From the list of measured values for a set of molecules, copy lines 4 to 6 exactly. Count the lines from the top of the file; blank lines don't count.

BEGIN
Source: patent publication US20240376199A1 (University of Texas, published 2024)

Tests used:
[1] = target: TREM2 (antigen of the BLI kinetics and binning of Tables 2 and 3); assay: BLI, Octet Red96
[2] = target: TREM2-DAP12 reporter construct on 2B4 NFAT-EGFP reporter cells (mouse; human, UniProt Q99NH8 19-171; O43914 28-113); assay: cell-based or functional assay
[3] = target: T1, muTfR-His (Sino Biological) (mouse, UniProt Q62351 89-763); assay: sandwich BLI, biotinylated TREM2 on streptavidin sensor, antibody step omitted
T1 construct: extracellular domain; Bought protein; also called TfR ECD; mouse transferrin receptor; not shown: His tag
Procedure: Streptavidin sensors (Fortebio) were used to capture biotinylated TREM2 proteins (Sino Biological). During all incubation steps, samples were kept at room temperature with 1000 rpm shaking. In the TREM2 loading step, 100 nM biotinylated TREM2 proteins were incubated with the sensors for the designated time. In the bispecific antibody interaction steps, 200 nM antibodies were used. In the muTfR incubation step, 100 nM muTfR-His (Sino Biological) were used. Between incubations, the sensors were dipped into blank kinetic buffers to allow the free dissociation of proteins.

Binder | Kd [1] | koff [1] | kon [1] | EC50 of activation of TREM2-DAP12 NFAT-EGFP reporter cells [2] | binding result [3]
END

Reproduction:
[2] = target: TREM2-DAP12 reporter construct on 2B4 NFAT-EGFP reporter cells (mouse; human, UniProt Q99NH8 19-171; O43914 28-113); assay: cell-based or functional assay
[3] = target: T1, muTfR-His (Sino Biological) (mouse, UniProt Q62351 89-763); assay: sandwich BLI, biotinylated TREM2 on streptavidin sensor, antibody step omitted
T1 construct: extracellular domain; Bought protein; also called TfR ECD; mouse transferrin receptor; not shown: His tag